The first thing about Rites of Dionysus that will strike you is the artwork, which is gorgeous and colorful and full of life. If you’re a fan of comic books, you might find the format unsettling or tricky to follow at first; Zak Plum eschews many of the conventional forms and formats that we’ve grown accustomed to in graphic novels. His characters speak in rhyme, in handwritten letters that swirl outside of the neat lines of panels and vary intriguingly from character to character.
But if you’re like me you’ll soon get absorbed in the flow of this magical tale, which unfolds according to the logic of a dream or a psychedelic trip or a shamanic journey. Rites of Dionysus can be fairly considered to be all three of these things; it’s a magical intervention into a patriarchal culture that seems bent on destroying the wildness within and around us, all the queer emergences and vibrant life that won’t fit into the stern lines of corporate factories and patriarchal bureaucracies. The comic (or epic poem, as the subtitle has it, which seems an apt description) faces this darkness head on, and finds, in the cracks and outcasts of a destructive society, plenty of hope and inspiration.
Isaac, the main character, is a young queer punk searching for love and liberation amid all the social dysfunctions mentioned above. In the first part of the epic poem, his journey is just beginning. He is finding the mentors and spiritual allies who will guide him on his quest. In an early scene, his friend Callisto pulls a Tarot card for him, and it’s the Fool. This is what she says about the card:
“you are off to new places/filled with faces/some grinning, some cruel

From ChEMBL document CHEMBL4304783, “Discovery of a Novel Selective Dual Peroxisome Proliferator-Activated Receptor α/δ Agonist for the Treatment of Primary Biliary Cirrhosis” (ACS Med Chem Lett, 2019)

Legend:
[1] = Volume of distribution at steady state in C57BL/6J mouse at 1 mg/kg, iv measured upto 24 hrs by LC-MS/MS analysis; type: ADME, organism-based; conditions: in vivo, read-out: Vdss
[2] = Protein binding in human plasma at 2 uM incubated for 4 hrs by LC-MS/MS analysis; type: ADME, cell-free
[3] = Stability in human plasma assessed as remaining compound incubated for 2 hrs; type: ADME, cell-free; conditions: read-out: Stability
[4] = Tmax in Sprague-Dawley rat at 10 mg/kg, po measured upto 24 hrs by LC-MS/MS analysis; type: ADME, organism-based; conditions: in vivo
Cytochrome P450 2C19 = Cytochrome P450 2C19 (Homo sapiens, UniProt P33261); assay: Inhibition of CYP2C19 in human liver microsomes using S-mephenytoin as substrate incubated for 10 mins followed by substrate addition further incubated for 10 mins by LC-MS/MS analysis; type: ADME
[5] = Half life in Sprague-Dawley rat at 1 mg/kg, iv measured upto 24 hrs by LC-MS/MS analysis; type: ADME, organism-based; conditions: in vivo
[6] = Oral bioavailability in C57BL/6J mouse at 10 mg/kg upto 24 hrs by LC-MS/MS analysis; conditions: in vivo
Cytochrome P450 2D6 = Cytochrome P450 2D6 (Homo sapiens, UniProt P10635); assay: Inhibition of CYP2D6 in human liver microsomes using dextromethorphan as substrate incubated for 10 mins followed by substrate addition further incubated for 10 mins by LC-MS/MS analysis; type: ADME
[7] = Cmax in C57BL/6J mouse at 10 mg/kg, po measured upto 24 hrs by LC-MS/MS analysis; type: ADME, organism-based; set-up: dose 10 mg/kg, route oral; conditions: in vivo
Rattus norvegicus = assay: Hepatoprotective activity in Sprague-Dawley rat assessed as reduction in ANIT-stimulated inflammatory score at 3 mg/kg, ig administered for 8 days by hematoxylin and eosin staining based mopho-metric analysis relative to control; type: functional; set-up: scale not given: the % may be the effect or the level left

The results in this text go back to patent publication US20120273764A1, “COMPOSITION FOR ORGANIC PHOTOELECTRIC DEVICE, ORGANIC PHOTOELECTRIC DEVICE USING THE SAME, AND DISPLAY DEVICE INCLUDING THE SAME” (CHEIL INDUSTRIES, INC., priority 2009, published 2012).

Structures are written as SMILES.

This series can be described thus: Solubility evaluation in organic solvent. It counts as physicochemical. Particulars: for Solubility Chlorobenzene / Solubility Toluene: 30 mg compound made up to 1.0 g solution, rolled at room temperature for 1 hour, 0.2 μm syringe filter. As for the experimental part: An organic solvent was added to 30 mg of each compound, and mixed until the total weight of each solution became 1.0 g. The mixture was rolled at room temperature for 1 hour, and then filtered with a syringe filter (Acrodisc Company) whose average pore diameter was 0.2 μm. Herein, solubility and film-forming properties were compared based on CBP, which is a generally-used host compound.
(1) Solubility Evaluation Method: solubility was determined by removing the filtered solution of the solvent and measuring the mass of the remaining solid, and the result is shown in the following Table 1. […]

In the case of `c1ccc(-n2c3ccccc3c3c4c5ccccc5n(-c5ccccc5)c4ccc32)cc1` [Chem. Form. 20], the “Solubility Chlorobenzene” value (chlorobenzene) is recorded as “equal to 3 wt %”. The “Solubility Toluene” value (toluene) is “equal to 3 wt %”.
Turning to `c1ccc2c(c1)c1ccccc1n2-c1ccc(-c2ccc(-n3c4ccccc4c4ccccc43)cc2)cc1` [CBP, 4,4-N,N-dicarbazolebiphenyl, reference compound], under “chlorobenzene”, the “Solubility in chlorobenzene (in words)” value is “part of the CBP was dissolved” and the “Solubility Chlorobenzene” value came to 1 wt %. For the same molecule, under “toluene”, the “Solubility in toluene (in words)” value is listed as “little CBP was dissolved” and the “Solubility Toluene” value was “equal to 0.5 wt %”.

“the fool is adventurous, brave,/and maybe a bit wreckless, his weakness,/but also his greatest strength–the length/of his journey is long, filled with song,/much could go wrong or right,/but either witch way teaches, wherever he reaches
“the fool has many names in many lands,/but the same clown is ever around/he wears many masks, but always the same task/to ask questions and shatter conventions/he is Heyoka, he is court jester/clever, mischievous prankster/trickster/and rule bender/both genders in balance/extravagance!/he is the shaman, the less common/two-spirit walks between worlds/ and shows us new angles unfurled”
This quote is an excellent sample of the style and substance of Rites of Dionysus, which seems rather akin to The Fool itself. The story is exuberant, full of hybrids, pulling together a patchwork of mystical lore and symbols from a wealth of sources, leaping from scene to scene, full of lectures from college professors that seem like characters from Waking Life.
In short, Rites of Dionysus is a crash-course in how to locate signs and symbols in your dreams and the world around you, in how to discover hope in the midst of despair, in how young queer men might find ways to move through a world that too often doesn’t love us or welcome us or see the sparkling gifts that we hold in our hearts. I’m grateful to Zak Plum for sharing some of the beautiful gifts from his heart in the form of this epic poem, this prayer for liberation. I wish I could have read it when I was younger and more lost.